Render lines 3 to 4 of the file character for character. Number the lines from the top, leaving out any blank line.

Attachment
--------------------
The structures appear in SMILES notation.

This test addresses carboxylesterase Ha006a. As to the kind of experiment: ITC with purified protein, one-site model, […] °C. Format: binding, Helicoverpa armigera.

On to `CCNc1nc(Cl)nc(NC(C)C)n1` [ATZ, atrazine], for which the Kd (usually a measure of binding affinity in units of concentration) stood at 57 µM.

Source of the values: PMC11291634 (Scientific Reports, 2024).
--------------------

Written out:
On to `CCNc1nc(Cl)nc(NC(C)C)n1` [ATZ, atrazine], for which the Kd (usually a measure of binding affinity in units of concentration) stood at 57 µM.

Source of the values: PMC11291634 (Scientific Reports, 2024).